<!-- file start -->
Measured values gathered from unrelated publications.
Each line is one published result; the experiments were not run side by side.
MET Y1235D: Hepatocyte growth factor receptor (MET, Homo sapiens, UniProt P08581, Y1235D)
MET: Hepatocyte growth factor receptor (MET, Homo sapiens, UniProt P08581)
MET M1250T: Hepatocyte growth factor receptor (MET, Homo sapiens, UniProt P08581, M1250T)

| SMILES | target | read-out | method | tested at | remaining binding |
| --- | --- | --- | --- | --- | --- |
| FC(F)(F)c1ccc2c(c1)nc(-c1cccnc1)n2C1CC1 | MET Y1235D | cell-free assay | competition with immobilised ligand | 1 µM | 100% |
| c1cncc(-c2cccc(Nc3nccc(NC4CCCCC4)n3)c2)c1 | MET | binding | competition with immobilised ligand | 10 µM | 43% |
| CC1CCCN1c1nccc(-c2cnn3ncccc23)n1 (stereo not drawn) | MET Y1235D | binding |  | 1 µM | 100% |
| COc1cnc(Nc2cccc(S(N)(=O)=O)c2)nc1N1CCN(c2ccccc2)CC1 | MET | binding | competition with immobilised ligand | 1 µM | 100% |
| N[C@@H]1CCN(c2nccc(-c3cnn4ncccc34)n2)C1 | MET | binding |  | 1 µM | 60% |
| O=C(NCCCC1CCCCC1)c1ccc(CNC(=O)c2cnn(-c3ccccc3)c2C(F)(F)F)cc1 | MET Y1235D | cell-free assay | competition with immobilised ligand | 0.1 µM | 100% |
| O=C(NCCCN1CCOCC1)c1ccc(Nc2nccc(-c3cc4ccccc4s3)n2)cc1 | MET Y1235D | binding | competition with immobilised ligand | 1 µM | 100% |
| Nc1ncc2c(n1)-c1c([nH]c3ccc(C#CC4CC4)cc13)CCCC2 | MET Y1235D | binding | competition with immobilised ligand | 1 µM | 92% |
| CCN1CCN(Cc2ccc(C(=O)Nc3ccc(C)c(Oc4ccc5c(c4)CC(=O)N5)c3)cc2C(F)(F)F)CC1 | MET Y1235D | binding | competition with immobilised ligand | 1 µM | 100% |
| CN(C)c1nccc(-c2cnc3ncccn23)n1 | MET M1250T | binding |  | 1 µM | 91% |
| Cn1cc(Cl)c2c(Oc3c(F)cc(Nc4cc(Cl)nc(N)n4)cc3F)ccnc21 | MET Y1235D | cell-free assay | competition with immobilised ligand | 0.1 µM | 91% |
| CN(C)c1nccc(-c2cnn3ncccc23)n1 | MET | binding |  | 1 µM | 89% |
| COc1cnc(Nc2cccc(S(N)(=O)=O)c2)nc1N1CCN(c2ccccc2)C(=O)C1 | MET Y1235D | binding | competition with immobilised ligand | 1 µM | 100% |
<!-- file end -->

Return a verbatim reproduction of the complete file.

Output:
Measured values gathered from unrelated publications.
Each line is one published result; the experiments were not run side by side.
MET Y1235D: Hepatocyte growth factor receptor (MET, Homo sapiens, UniProt P08581, Y1235D)
MET: Hepatocyte growth factor receptor (MET, Homo sapiens, UniProt P08581)
MET M1250T: Hepatocyte growth factor receptor (MET, Homo sapiens, UniProt P08581, M1250T)

| SMILES | target | read-out | method | tested at | remaining binding |
| --- | --- | --- | --- | --- | --- |
| FC(F)(F)c1ccc2c(c1)nc(-c1cccnc1)n2C1CC1 | MET Y1235D | cell-free assay | competition with immobilised ligand | 1 µM | 100% |
| c1cncc(-c2cccc(Nc3nccc(NC4CCCCC4)n3)c2)c1 | MET | binding | competition with immobilised ligand | 10 µM | 43% |
| CC1CCCN1c1nccc(-c2cnn3ncccc23)n1 (stereo not drawn) | MET Y1235D | binding |  | 1 µM | 100% |
| COc1cnc(Nc2cccc(S(N)(=O)=O)c2)nc1N1CCN(c2ccccc2)CC1 | MET | binding | competition with immobilised ligand | 1 µM | 100% |
| N[C@@H]1CCN(c2nccc(-c3cnn4ncccc34)n2)C1 | MET | binding |  | 1 µM | 60% |
| O=C(NCCCC1CCCCC1)c1ccc(CNC(=O)c2cnn(-c3ccccc3)c2C(F)(F)F)cc1 | MET Y1235D | cell-free assay | competition with immobilised ligand | 0.1 µM | 100% |
| O=C(NCCCN1CCOCC1)c1ccc(Nc2nccc(-c3cc4ccccc4s3)n2)cc1 | MET Y1235D | binding | competition with immobilised ligand | 1 µM | 100% |
| Nc1ncc2c(n1)-c1c([nH]c3ccc(C#CC4CC4)cc13)CCCC2 | MET Y1235D | binding | competition with immobilised ligand | 1 µM | 92% |
| CCN1CCN(Cc2ccc(C(=O)Nc3ccc(C)c(Oc4ccc5c(c4)CC(=O)N5)c3)cc2C(F)(F)F)CC1 | MET Y1235D | binding | competition with immobilised ligand | 1 µM | 100% |
| CN(C)c1nccc(-c2cnc3ncccn23)n1 | MET M1250T | binding |  | 1 µM | 91% |
| Cn1cc(Cl)c2c(Oc3c(F)cc(Nc4cc(Cl)nc(N)n4)cc3F)ccnc21 | MET Y1235D | cell-free assay | competition with immobilised ligand | 0.1 µM | 91% |
| CN(C)c1nccc(-c2cnn3ncccc23)n1 | MET | binding |  | 1 µM | 89% |
| COc1cnc(Nc2cccc(S(N)(=O)=O)c2)nc1N1CCN(c2ccccc2)C(=O)C1 | MET Y1235D | binding | competition with immobilised ligand | 1 µM | 100% |